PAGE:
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Targeted protein degradation is the overall process of targeting a disease-causing protein for destruction.

Through targeted protein degradation, we can address disease by controlling the amount of a harmful protein rather than trying to change or inhibit its function.

How does Targeted Protein Degradation work?
Stew Fisher, Ph.D. – Chief Scientific Officer

The control of protein levels is accomplished with a small molecule drug called a degrader.1, 2 This degrader takes advantage of a natural cellular process called ubiquitination. Ubiquitination is the first step of a versatile, widely-conserved, and modular system used by cells to recycle proteins. The ultimate step in the overall process is the destruction of the protein by the proteasome.

This affords many opportunities for differentiated medicines:
Remarkable Selectivity
Degraders can be created to have remarkable specificity for their target protein by leveraging the multiple layers of selectivity in the cellular machinery. 3, 4, 5, 6
High Potency
Because the degrader molecule is not destroyed by the proteasome, each degrader can cause the destruction of many copies of the harmful protein. 7, 8, 9
Differentiated Pharmacology
Degraders act by catalyzing the destruction of their target protein, often giving differentiated cellular effects, and allowing for drug properties that are unlike other classes of drugs. 10, 11

Degraders are different than inhibitors

A single degrader drug can eliminate multiple disease-causing proteins through proteasome degradation of the target protein. However, an inhibitor drug can only block a single disease-causing protein at a time.
  1. Gang Lu, Richard E. Middleton, Huahang Sun, MarkVic Naniong, Christopher J. Ott, Constantine S. Mitsiades, Kwok-Kin Wong, James E. Bradner, William G. Kaelin, (2014). The Myeloma Drug Lenalidomide Promotes the Cereblon-Dependent Destruction of Ikaros Proteins. Science. 343, 305-309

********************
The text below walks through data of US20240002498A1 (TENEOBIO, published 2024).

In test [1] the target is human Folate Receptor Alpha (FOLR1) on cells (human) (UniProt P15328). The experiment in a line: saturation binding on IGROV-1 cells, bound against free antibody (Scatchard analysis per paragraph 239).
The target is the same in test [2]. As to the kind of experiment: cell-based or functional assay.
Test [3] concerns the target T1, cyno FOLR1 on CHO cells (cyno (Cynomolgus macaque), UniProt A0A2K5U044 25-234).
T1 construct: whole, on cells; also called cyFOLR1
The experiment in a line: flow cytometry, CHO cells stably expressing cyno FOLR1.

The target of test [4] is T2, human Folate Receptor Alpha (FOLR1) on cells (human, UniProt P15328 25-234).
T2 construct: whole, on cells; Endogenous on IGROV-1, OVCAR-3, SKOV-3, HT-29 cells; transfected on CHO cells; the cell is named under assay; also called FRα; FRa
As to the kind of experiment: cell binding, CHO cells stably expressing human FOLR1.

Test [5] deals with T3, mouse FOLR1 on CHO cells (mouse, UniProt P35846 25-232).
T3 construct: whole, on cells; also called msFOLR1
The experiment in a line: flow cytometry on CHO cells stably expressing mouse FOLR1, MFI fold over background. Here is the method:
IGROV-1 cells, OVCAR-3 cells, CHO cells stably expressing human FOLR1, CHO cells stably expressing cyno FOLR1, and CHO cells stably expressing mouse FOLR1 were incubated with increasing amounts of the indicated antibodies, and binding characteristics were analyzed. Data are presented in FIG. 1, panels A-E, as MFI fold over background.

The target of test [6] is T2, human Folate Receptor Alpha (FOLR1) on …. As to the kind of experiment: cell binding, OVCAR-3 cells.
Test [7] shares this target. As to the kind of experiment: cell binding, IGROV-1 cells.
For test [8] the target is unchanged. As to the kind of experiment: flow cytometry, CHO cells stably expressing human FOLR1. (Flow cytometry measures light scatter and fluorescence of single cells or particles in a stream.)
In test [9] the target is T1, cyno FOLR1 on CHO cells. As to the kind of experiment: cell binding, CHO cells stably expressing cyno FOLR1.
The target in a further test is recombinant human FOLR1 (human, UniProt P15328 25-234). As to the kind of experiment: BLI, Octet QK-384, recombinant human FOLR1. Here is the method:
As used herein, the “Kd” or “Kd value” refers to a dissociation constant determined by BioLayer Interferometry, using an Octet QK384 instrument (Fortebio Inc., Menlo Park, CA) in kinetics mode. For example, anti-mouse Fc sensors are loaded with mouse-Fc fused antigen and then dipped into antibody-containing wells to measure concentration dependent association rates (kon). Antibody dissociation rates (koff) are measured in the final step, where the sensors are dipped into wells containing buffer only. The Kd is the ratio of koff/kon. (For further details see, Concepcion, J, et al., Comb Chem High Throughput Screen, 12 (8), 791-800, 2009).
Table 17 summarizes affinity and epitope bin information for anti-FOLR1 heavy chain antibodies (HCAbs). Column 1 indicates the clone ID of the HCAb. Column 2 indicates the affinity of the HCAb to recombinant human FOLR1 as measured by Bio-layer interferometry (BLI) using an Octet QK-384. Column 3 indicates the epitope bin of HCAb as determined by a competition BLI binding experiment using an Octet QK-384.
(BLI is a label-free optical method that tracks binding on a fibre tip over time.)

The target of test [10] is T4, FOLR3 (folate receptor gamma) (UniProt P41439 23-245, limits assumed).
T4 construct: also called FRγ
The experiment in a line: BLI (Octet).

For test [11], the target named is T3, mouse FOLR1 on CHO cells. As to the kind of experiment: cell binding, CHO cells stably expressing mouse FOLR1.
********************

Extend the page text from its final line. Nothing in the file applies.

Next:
2. GE Winter, DL Buckley, J Paulk, JM Roberts, A Souza, S Dhe-Paganon, JE Bradner, (2015). Phthalimide conjugation as a strategy for in vivo target protein degradation. Science. 348, 1376-1381.
  3. Chamberlain, P., (2019). Targeted Protein Degradation for Kinase Selectivity. Cell Chem. Biol. 26, 307-308.
  4. Nowak, R.P., DeAngelo, S.L., Buckley, D. et al., (2018). Plasticity in binding confers selectivity in ligand-induced protein degradation. Nat. Chem. Biol. 14, 706–714.
  5. Huang, H-T., Fischer, E.S., Bradner, J.E., Tan, L., Gray, N.S., et al., (2018). A Chemoproteomic Approach to Query the Degradable Kinome Using a Multi-kinase Degrader. Cell Chem. Biol. 25, 88-99.e6.
  6. Bondeson, D.P., Crews, C.M., et al., (2018). Lessons in PROTAC Design from Selective Degradation with a Promiscuous Warhead. Cell Chem. Biol. 25, 78-87.e5.
  7. Fisher, S.L., Phillips, A.J., (2018). Targeted protein degradation and the enzymology of degraders. Cur. Op. in Chem. Biol. 44, 47-55.
  8. Bondeson, D., Mares, A., Smith, I., Crews, C.M., et al., (2015). Catalytic in vivo protein knockdown by small-molecule PROTACs. Nat. Chem. Biol. 11, 611–617.
  9. Lara N. Gechijian, Dennis L. Buckley, Matthew A. Lawlor, Jaime M. Reyes, Joshiawa Paulk, Christopher J. Ott, Georg E. Winter, Michael A. Erb, Thomas G. Scott, Mousheng Xu, Hyuk-Soo Seo, Sirano Dhe-Paganon, Nicholas P. Kwiatkowski, Jennifer A. Perry, Jun Qi, Nathanael S. Gray, James E. Bradner. Functional TRIM24 degrader via conjugation of ineffectual bromodomain and VHL ligands. Nature Chemical Biology Gechijanetal., 2018
  10. Burslem, G.M., Smith, B.E., Crews, C.M., et al., (2018). The Advantages of Targeted Protein Degradation Over Inhibition: An RTK Case Study. Cell Chem. Biol. 25, 67-77.e3.
  11. Mares, A., Miah, A.H., Smith, I.E.D. et al. (2020). Extended pharmacodynamic responses observed upon PROTAC-mediated degradation of RIPK2. Commun. Biol. 3, 140.